Hungarian Conservative

Incumbent Budapest Mayor Gergely Karácsony Wins in Tightest Ever Race, But Dávid Vitézy Aims for Recount  

Gergely Karácsony during his press conference after the vote count was completed on 10 June 2024
Zoltán Máthé/MTI
After a Vitézy lead until after midnight, Karácsony overtook and the results at 4 a.m. showed the closest election in the history of the city. Karácsony ended up winning by as few as 324 votes.

By early Monday morning, the closest Budapest mayoral election result in history had been announced. Although Dávid Vitézy led for a long time, Gergely Karácsony ultimately won by 324 votes. The exact result is as follows: Gergely Karácsony: 47.53 per cent (371,467 votes);- Dávid Vitézy: 47.49 per cent (371,143 votes)

Vitézy held a press conference soon after Karácsony took the lead in the early hours of Monday. The candidate who was nominated by LMP and a civil society organization, and endorsed in the last minute by withdrawing Fidesz candidate Alexandra Szentkirályi, expressed: ‘This evening it will not be revealed who the mayor of Budapest will be,’ suggesting that the votes may need to be recounted, considering that Karácsony’s win was by such fine margins and the relatively large number of invalid votes cast.

Hungarian election law does not stipulate that votes must be recounted in the case of a narrow result or if there are a large number of invalid ballots.

If a candidate wins by even a single vote, the election committee announces the result without the need for a recount.

There is, however, the possibility of appealing this result. As summarized by the Hungarian Civil Liberties Union (TASZ), a recount is only compulsory if an appeal’s adjudication cannot be made without recounting the votes, which means that the issue cannot be resolved otherwise. Essentially, a recount only occurs when administrative errors must be corrected or legal violations happened during the counting process. Therefore, errors in ballot distribution or any other legal violations during voting cannot be rectified through this method.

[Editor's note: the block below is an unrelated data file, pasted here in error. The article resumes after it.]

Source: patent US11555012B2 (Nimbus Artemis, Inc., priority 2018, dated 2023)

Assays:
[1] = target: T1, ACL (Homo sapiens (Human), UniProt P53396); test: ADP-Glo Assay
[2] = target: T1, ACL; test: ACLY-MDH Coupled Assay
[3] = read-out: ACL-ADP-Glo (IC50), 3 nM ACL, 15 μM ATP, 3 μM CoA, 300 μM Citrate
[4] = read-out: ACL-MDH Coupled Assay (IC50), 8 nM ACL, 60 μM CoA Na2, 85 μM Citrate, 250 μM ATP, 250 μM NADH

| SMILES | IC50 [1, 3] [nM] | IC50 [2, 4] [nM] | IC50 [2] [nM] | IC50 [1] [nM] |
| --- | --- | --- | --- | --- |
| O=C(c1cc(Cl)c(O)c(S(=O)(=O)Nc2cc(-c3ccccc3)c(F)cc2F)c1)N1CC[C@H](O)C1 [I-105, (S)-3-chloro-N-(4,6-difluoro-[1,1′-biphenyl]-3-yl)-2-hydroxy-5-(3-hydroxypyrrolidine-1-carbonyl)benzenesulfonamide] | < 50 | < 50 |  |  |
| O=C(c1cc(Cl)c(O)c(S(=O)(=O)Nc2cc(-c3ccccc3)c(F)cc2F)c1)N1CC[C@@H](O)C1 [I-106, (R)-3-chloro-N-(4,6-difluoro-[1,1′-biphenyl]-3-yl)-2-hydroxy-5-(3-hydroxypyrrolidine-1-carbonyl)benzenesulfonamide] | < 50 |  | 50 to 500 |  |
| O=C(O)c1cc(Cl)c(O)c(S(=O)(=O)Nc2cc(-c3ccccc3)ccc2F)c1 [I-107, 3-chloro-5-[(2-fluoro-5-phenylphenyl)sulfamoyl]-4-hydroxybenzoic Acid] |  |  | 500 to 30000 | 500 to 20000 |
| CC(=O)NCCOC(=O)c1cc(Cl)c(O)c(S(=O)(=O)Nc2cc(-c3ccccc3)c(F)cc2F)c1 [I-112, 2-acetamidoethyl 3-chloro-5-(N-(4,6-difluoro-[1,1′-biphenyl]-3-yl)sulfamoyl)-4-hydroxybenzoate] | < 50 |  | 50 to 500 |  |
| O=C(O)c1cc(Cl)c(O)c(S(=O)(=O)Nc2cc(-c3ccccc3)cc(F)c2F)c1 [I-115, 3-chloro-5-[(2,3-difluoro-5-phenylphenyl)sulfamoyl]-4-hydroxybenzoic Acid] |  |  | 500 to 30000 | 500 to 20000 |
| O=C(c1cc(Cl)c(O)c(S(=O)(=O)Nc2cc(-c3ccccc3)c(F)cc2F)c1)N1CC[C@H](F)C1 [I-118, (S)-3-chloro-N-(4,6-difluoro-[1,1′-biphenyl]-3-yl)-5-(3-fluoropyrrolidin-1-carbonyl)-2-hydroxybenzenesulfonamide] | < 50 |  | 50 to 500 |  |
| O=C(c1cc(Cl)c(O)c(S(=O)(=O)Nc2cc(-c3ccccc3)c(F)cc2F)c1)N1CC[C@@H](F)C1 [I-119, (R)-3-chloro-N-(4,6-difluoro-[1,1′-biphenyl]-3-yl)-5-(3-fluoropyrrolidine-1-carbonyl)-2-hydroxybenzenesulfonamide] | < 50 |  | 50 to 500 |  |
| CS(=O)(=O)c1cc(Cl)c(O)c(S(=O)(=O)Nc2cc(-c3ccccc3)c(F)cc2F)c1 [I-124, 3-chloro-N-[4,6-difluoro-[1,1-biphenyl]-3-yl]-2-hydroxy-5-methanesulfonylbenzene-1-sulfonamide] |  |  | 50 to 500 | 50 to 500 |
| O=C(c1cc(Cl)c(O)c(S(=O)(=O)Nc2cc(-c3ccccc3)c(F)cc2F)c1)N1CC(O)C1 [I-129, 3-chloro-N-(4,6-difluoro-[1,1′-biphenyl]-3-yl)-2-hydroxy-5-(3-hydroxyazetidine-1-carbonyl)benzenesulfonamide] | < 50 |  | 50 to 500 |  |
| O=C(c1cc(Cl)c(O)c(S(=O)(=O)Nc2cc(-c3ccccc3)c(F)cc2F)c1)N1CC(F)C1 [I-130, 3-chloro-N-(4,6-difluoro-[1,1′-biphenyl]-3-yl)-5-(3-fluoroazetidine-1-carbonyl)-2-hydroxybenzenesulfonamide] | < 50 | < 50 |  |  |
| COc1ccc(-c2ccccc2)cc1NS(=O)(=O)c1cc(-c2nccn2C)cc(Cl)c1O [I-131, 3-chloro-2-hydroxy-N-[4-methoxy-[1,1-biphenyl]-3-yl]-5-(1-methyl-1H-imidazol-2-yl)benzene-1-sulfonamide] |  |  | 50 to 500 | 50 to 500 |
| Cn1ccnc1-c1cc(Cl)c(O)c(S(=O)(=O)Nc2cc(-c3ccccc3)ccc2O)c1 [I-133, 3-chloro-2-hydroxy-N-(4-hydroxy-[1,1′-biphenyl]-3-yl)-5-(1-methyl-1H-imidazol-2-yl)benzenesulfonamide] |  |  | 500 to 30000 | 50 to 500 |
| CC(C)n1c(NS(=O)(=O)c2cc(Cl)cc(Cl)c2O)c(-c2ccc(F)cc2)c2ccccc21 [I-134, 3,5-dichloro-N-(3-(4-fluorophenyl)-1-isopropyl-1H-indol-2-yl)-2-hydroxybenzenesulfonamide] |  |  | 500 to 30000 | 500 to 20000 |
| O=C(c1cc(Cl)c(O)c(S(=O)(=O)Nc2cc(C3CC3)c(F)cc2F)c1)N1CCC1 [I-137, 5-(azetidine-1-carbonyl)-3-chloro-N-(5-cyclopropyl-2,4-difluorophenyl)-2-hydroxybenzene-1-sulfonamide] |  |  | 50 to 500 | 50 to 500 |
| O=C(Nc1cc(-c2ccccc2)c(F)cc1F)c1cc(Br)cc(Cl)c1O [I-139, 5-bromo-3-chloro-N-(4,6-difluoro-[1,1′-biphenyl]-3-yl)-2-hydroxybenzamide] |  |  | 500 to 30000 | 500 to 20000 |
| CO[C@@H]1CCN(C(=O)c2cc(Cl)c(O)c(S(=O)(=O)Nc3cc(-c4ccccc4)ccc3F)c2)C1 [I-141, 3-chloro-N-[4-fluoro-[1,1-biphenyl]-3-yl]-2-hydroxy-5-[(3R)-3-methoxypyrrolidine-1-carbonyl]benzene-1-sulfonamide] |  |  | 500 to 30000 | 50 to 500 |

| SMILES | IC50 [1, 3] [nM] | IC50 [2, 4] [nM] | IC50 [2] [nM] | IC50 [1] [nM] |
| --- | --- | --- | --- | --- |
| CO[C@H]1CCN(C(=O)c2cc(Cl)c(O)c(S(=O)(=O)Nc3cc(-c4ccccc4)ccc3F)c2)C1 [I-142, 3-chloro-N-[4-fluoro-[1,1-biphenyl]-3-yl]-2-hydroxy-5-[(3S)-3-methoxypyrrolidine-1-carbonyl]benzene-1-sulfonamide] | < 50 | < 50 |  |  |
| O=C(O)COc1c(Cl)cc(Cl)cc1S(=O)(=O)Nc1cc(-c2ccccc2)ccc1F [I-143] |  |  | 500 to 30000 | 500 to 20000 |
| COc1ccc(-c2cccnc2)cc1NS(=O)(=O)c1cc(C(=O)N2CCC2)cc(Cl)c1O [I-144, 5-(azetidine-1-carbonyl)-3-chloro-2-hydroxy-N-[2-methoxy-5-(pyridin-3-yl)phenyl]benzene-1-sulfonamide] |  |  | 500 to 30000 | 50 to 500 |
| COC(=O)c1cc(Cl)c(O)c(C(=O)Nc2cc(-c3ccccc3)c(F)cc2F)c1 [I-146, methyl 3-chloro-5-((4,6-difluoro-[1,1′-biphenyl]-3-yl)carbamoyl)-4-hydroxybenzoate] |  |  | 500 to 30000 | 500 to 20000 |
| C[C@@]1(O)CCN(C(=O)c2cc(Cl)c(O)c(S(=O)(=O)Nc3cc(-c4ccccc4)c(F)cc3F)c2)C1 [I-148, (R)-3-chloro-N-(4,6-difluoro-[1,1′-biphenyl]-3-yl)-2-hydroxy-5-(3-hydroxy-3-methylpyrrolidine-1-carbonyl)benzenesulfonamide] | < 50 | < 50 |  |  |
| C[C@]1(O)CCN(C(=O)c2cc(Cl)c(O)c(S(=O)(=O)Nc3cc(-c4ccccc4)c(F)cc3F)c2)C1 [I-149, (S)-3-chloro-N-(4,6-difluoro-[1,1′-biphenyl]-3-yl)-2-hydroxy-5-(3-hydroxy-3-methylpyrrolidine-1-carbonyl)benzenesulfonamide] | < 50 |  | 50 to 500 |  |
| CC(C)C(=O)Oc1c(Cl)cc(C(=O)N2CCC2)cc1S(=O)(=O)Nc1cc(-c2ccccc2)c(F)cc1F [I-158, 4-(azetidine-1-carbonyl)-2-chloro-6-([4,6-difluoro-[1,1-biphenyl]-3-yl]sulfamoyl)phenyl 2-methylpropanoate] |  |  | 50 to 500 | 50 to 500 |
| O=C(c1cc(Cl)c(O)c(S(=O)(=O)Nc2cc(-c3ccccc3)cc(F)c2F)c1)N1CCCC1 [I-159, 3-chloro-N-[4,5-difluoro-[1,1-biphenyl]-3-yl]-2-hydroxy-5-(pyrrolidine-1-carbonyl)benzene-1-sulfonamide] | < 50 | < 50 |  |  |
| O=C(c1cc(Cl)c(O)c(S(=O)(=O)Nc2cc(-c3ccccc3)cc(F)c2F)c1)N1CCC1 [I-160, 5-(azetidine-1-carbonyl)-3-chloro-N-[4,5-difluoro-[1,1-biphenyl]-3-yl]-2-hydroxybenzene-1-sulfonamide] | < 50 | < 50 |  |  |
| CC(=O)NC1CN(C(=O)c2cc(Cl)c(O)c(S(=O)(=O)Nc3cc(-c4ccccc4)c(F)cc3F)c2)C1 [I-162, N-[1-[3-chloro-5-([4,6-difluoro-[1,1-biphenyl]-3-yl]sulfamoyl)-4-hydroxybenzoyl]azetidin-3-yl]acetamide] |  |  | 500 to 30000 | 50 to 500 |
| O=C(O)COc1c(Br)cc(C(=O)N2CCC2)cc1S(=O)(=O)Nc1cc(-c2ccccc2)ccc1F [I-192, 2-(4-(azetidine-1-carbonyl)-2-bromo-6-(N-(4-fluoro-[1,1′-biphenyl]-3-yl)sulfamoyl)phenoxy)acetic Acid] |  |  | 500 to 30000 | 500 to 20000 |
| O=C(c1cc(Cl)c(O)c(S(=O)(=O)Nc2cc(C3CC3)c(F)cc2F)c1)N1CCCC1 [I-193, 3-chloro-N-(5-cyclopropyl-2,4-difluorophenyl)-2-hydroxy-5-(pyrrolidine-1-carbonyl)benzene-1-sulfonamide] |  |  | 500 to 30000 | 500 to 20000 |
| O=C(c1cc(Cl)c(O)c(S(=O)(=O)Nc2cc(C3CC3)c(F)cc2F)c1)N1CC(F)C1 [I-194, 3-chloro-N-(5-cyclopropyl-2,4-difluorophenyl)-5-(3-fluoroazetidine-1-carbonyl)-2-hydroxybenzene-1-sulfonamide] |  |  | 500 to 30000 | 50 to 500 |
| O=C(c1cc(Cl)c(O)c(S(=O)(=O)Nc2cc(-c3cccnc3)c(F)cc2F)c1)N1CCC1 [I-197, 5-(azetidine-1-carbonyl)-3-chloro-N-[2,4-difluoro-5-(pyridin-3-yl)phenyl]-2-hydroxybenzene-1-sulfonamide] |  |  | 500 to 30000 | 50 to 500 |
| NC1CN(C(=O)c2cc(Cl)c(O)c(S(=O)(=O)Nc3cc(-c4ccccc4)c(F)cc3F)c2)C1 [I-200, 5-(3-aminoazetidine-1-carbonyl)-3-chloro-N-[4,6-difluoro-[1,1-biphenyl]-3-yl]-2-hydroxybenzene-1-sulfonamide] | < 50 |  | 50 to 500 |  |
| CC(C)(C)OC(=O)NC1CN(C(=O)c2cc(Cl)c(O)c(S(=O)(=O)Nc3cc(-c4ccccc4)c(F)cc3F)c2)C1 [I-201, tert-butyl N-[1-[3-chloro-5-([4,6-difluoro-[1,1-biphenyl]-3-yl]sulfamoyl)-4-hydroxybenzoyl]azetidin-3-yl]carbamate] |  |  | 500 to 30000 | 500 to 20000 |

The election committee or a court can order a recount in proceedings challenging the election result. The recount can be full or partial, meaning that only specific ballots or those from particular polling stations might be recounted.

Another way to challenge the result is to file a complaint related to the activities and decisions of the vote-counting committee. This procedure targets errors or legal violations in the committee’s activities before the counting, such as open voting or issuing faulty ballots. In these cases, a recount is not an option. Rather, the election committee or court may annul part or all of the election process and order a new (partial or full) election.

Both types of

legal proceedings can be initiated by any party involved: by voters, candidates, and nominating organizations.

However, if the election committee rejects the request, only those affected by the alleged violation can appeal. This includes voters whose votes might have been influenced by the violation or candidates running in the relevant constituency. Thus, Dávid Vitézy could escalate the matter, but this would not be an automatic recount; it would occur only upon his specific request. Appeals could even reach the Supreme Court or the Constitutional Court, which could indeed mean that the identity of the next mayor of Budapest remains uncertain for a long time.

It is already evident that an unusually high number of invalid votes, 24,595 were cast in the mayoral election. One reason for this could be that many voters still voted for Alexandra Szentkirályi, who withdrew after the ballots were printed, necessitating a manual crossing out of her name on each ballot. This solution might have confused many voters.


Related articles:

Fidesz Takes 11 EP Seats, Karácsony Wins the Mayoral Race in Budapest
Alexandra Szentkirályi Withdraws from Mayoral Race, Asks Voters to Support Vitézy
After a Vitézy lead until after midnight, Karácsony overtook and the results at 4 a.m. showed the closest election in the history of the city. Karácsony ended up winning by as few as 324 votes.

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